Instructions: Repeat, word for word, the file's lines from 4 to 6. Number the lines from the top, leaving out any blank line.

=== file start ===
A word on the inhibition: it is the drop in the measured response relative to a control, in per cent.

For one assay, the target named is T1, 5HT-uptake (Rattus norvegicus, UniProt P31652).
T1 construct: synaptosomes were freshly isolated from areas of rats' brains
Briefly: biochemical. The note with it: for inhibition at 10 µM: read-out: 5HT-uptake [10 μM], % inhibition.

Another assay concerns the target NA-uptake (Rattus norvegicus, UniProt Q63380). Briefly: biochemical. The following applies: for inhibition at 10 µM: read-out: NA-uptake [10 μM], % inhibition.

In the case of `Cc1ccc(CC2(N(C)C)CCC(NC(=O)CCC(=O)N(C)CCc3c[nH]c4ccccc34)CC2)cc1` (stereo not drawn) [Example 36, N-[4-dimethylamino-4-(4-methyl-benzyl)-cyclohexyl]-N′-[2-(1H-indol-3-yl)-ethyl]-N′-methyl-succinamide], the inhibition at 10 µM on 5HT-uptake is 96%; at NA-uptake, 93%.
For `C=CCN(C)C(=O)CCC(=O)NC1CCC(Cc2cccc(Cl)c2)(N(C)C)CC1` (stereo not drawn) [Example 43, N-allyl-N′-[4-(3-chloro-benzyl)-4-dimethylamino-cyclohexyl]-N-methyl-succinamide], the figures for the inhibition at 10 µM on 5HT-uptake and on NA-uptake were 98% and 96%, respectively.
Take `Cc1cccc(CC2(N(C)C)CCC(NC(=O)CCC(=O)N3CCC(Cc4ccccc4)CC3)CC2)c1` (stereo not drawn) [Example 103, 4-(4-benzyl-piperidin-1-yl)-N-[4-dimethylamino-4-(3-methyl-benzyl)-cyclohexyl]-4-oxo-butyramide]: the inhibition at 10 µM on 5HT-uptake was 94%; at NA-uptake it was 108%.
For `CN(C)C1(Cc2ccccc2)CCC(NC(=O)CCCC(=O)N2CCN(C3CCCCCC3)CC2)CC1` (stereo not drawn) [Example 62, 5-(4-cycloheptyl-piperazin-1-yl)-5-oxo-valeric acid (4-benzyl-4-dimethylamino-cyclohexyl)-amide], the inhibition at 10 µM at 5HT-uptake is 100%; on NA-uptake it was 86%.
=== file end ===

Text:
Briefly: biochemical. The note with it: for inhibition at 10 µM: read-out: 5HT-uptake [10 μM], % inhibition.

Another assay concerns the target NA-uptake (Rattus norvegicus, UniProt Q63380). Briefly: biochemical. The following applies: for inhibition at 10 µM: read-out: NA-uptake [10 μM], % inhibition.

In the case of `Cc1ccc(CC2(N(C)C)CCC(NC(=O)CCC(=O)N(C)CCc3c[nH]c4ccccc34)CC2)cc1` (stereo not drawn) [Example 36, N-[4-dimethylamino-4-(4-methyl-benzyl)-cyclohexyl]-N′-[2-(1H-indol-3-yl)-ethyl]-N′-methyl-succinamide], the inhibition at 10 µM on 5HT-uptake is 96%; at NA-uptake, 93%.